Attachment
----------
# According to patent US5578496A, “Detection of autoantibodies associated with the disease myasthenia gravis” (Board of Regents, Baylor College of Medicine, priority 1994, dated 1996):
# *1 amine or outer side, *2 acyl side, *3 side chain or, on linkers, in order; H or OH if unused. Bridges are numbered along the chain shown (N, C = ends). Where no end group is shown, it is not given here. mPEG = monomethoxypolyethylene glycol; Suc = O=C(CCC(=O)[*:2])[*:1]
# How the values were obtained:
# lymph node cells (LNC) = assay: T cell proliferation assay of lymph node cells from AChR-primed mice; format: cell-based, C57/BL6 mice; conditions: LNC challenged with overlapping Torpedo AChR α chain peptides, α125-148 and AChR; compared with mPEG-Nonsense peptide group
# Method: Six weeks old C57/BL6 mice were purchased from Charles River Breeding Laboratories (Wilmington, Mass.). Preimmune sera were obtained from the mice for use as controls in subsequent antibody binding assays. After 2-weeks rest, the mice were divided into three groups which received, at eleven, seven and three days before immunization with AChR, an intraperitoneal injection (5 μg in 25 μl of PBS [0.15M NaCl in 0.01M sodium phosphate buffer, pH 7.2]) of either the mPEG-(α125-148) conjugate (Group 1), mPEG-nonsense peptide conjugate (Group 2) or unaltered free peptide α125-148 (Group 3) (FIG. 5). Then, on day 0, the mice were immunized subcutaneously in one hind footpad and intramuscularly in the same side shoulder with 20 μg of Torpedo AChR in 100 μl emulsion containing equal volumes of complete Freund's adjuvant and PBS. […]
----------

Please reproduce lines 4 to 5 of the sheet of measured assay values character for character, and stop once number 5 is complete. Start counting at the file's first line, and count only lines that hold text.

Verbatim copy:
# lymph node cells (LNC) = assay: T cell proliferation assay of lymph node cells from AChR-primed mice; format: cell-based, C57/BL6 mice; conditions: LNC challenged with overlapping Torpedo AChR α chain peptides, α125-148 and AChR; compared with mPEG-Nonsense peptide group
# Method: Six weeks old C57/BL6 mice were purchased from Charles River Breeding Laboratories (Wilmington, Mass.). Preimmune sera were obtained from the mice for use as controls in subsequent antibody binding assays. After 2-weeks rest, the mice were divided into three groups which received, at eleven, seven and three days before immunization with AChR, an intraperitoneal injection (5 μg in 25 μl of PBS [0.15M NaCl in 0.01M sodium phosphate buffer, pH 7.2]) of either the mPEG-(α125-148) conjugate (Group 1), mPEG-nonsense peptide conjugate (Group 2) or unaltered free peptide α125-148 (Group 3) (FIG. 5). Then, on day 0, the mice were immunized subcutaneously in one hind footpad and intramuscularly in the same side shoulder with 20 μg of Torpedo AChR in 100 μl emulsion containing equal volumes of complete Freund's adjuvant and PBS. […]